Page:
Taking Special Notice

5 Ways to Make Sure Your Workplace is Being Inclusive of People with Disabilities
5 Ways to Make Sure Your Workplace is Being Inclusive of People with Disabilities

With all the conversations arising about embracing diversity and working towards a welcoming and inclusive environment in the workplace, the discussion about people with disabilities on the workforce has yet to receive as much attention as its counterparts. 

Despite this information proving that those with disabilities create the largest minority group in the country, many companies are still ignorant about learning who these people are and how to create a work environment that fosters inclusion and productivity. In an effort to help Executives and fellow Administrative Professionals to guide their workplace into a better position of hiring and retaining people with disabilities, here are 9 Points of Wisdom (POWs) that you can take:

POW #1 Make a Bold Statement From the Top

As an Administrative Professional, you have the opportunity to bend the ear of your Executive and share not only any observations you have noticed within the workplace environment, but additionally you can offer solutions to foster a welcoming and accepting and functional atmosphere. 

You can note that guidance toward an inclusive business culture starts with senior leadership making a commitment to hire people with disabilities. This transparency from the leaders of the business will send the message through the whole structure of the company that people with disabilities are valued, and that the company will support those who face trauma or disability throughout their career to be successful.

POW #2 Educate Yourself

Remember that people with disabilities are not a homogenous community. In addition to spanning every race, nationality and ethnicity, people with disabilities may have blindness or be hard of hearing; have chronic conditions like lupus or multiple sclerosis; have intellectual disabilities or autism spectrum disorder; or have psychiatric disabilities like depression, anxiety or bipolar disorder (Consider that many disabilities are invisible to observers.).

Take the opportunity to educate yourself on the many types of disabilities that are common in the workforce, and how to best accommodate those individual situations. Sharing this knowledge with your team will help guide their communication and collaborative efforts when a person with a disability is brought onboard to join the team.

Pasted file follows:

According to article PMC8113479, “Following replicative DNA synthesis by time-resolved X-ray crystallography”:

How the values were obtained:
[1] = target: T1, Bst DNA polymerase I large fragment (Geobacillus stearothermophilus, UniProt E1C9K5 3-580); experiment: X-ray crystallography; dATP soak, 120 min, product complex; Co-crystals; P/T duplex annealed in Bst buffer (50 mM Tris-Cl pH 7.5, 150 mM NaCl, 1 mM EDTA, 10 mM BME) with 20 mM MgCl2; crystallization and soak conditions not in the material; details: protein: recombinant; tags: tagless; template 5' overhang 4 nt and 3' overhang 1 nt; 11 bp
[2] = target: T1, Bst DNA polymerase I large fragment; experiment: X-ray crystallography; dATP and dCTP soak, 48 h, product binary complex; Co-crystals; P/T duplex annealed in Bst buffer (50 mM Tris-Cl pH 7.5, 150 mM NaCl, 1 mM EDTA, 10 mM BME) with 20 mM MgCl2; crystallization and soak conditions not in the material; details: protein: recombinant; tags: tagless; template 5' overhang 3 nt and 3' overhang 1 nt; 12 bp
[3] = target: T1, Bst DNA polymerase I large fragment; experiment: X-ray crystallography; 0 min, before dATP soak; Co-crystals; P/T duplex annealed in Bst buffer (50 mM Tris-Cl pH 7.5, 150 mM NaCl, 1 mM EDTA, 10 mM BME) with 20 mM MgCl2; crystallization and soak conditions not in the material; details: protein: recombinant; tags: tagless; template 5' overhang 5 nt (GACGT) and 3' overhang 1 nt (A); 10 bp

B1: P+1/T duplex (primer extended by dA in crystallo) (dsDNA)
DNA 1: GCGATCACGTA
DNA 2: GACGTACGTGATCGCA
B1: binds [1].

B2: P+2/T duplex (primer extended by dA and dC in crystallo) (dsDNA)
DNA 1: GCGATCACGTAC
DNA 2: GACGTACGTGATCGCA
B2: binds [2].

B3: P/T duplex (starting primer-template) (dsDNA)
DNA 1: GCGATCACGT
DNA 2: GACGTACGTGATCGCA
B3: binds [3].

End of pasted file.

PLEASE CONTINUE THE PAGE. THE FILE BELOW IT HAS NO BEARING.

POW #3 Create a Workplace Culture Where Requests are Heard

Be aware that it is not always easy for people to request something specific that would help them to get their job done more efficiently, especially since you may have workers with invisible disabilities who don’t feel safe disclosing them. Whether it is a desk, technical aids, or some other piece of equipment, team members should feel comfortable enough to address their needs. 

As an Administrative Professional, your role in this is to not only to spread the knowledge and awareness, but to keep a watchful eye to notice when someone may need something extra to aid in their productivity – in the event that they are not comfortable enough to ask for it. 

Listening to requests

POW #4 Recognize Those with Disabilities Who Deserve it

Incentives and recognition events are a wonderful way to boost morale across the company. Those who have gone the extra mile to contribute to the success of the team should be praised, and this is a fantastic event for the Admin to organize. In the planning stages, make sure to take into account those with disabilities who have been going above and beyond as well. 

POW #5 Learn the Right Terms

Many individuals prefer people-first language that emphasizes the person instead of the disability, i.e., “people with disabilities.” And though the use of the label “differently abled” has gained some traction in recent years, it has been dismissed as euphemistic. Just ask someone what term they prefer instead of assuming. It’s just being respectful of people’s language choice.

Ultimately, it is important for all the team members in any company to be aware of the diverse physical and emotional needs of their array of employees. Making people feel accepted and supported is the key to strong positive morale within your workplace. Be the leader that sets the tone and opens the discussions to educate and spread knowledge throughout your office!

Meet Joanne Linden, CPS, CEAP, CWCA President and Master TrainerMeet Joanne Linden, CPS, CEAP, CWCA President and Master Trainer, who was an administrative professional herself, and her teaching style is grounded in authentic office experience. AdminUniverse™ can help you improve yourself, widen your skill set, and advance your career.



Connect: joanne.linden@adminuniverse.com.